Nurturing your baby’s brain

How parents can support healthy development

Your baby’s brain is built over time: it starts during pregnancy, and continues through to early adulthood. And like a building, it needs a strong foundation.

Did you know…?

Your baby’s brain wiring is not fully connected at birth. It is very active, changing and developing in response to what’s going on all around them. It is the day-to-day experiences—activities like playing, being read to, learning, and interacting and being responded to by people—that helps to develop your baby’s brain.

How well all the wiring gets set up—that is, how your baby’s brain develops—will affect her ability to learn language, solve problems, and do well in school. Later in life, it can affect her physical and emotional health and how she gets along with other people.

Relationships are crucial. Loving, consistent, positive relationships help build healthy brains and protect your baby’s brain from the negative effects of stress.

Even very young infants can experience stress when the places they live and play in feel unsafe, or are frightening. “Toxic” stress—which is much more serious than short-lived, everyday stress—is caused by persistent problems like extreme marital conflict, poverty, abuse, neglect, being exposed to violence, having a parent who misuses drugs or alcohol, or having a parent with an untreated mental illness. Toxic stress is harmful to your baby’s developing brain.


Responsive, nurturing, positive experiences: Everyday experiences help shape your baby’s brain—from your daily routines to the people your baby comes in contact with. Babies need to live and play in healthy spaces with opportunities to learn and grow.

Fun activities: Talking, reading and singing to your baby are all fun and easy ways to help her grow. So are simple games like getting down on the floor for some tummy time with your young baby, or playing peek-a-boo with your 5-month-old.

Good food: Whether you breastfeed or use formula, think of feeding time as a brain-building time too: making eye contact, smiling, and having skin contact are all positive experiences. As your baby grows, be sure to offer iron-rich foods and foods with a variety of nutrients, like fruits and vegetables.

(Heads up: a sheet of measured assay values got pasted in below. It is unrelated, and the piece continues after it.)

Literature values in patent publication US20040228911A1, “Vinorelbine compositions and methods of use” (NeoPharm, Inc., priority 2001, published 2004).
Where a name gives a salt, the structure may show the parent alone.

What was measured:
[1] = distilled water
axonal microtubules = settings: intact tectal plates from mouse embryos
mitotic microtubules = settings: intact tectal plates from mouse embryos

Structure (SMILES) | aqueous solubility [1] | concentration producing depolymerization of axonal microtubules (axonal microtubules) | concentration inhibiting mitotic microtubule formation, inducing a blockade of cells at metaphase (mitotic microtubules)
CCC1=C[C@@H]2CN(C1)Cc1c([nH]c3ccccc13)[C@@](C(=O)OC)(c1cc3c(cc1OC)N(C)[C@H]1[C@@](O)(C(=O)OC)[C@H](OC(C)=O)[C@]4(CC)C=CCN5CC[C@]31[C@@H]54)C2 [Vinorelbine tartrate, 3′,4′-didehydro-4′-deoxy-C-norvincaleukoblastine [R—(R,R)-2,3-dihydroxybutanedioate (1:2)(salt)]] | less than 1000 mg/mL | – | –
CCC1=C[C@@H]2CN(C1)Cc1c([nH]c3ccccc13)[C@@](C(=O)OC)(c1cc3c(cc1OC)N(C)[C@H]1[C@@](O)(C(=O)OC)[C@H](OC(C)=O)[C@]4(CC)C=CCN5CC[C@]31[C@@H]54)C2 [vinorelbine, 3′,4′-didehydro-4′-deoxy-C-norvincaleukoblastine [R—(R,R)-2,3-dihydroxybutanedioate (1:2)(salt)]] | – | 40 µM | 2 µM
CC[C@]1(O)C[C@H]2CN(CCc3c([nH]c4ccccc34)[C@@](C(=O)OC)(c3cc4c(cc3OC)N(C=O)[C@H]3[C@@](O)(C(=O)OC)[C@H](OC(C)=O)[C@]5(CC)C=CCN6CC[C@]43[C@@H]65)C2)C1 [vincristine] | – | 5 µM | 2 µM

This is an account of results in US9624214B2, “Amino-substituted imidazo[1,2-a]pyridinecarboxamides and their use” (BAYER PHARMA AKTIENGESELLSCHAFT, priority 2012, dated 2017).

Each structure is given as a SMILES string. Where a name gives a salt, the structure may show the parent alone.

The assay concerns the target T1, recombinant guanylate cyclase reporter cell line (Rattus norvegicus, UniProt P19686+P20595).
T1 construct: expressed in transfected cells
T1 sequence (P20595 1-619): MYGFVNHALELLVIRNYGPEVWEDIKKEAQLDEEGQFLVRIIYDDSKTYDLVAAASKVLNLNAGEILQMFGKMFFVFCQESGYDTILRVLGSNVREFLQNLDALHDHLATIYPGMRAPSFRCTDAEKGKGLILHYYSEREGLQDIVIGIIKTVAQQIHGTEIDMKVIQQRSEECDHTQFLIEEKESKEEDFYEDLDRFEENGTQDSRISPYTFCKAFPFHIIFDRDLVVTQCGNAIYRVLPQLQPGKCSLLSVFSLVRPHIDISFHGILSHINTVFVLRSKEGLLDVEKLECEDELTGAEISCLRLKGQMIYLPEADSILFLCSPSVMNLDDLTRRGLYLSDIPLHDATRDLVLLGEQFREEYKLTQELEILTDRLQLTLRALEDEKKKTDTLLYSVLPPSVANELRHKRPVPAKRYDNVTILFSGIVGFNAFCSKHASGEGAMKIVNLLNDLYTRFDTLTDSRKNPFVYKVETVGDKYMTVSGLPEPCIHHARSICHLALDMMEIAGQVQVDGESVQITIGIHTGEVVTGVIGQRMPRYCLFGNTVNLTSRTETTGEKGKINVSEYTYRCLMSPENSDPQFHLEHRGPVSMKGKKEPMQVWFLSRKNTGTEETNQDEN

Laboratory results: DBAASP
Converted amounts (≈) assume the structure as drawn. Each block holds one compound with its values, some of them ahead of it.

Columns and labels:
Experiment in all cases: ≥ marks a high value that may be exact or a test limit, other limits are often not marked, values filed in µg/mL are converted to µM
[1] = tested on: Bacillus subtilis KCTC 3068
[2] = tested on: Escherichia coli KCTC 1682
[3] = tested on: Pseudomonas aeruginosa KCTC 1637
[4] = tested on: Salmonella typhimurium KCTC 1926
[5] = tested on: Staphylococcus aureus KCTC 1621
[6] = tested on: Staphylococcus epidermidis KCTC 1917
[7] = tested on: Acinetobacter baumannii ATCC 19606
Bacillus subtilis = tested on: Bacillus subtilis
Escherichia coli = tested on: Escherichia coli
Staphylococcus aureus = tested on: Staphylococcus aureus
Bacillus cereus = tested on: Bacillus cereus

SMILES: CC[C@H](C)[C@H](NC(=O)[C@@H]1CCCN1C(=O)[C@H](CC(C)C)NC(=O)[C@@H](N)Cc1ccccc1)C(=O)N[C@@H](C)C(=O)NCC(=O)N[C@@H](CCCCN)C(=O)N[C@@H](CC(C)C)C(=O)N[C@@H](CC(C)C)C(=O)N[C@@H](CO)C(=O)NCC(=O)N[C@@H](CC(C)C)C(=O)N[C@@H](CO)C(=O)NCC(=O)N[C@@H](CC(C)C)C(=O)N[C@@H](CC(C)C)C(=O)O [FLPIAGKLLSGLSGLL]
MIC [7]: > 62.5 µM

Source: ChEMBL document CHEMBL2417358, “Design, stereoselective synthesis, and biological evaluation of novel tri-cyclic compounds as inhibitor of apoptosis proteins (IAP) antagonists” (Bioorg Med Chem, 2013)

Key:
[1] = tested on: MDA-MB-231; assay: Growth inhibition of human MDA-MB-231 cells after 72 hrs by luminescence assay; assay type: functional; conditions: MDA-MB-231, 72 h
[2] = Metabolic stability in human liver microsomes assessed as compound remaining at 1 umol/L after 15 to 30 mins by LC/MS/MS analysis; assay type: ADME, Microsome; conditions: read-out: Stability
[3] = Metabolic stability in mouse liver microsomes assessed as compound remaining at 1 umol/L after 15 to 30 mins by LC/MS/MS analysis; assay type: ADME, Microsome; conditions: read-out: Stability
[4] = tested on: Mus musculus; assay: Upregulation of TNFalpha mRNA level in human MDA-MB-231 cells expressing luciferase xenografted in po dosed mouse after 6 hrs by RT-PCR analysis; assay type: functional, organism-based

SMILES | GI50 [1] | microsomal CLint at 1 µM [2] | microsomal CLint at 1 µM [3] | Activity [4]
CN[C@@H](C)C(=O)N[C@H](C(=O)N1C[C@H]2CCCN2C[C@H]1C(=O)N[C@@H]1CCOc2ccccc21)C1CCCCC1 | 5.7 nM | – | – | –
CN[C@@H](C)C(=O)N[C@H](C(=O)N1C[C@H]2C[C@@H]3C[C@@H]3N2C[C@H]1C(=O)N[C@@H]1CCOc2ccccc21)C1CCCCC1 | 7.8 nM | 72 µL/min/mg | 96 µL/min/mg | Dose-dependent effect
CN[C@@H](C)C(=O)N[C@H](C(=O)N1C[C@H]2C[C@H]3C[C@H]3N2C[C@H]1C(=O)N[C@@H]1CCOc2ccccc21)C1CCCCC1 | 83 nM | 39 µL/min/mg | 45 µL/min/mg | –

Respond to your baby. This is especially important when your baby is sick, hungry, upset, or just needs

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some comfort. But babies also reach out for you in countless positive ways—by babbling, making sounds, or smiling. When you respond in a loving and consistent way, you help baby’s brain develop.

Provide a safe and loving home for your baby. Develop daily routines that your baby can count on. Keep your home calm.

Help your baby explore his surroundings, both inside and out. Play helps babies learn, and you are your child’s first playmate.

Get regular health care for your baby. Your baby should be seen by a health care provider on a regular basis. Keep vaccines up-to-date and talk to your provider about development and what to expect next.

Develop community connections. Get to know the services and programs available in your neighbourhood. Playgroups and drop-ins are great places to meet other parents, and many have visiting professionals who can answer questions.

Choose quality child care. When you need to be away from you baby, make sure you leave your baby with a caregiver who will care for your baby like you do.

Reach out if you need help. If you feel stressed, overwhelmed, depressed or need some support caring for your baby, don’t be afraid to reach out for help. Talk to your health care provider, your family or contact a local community agency.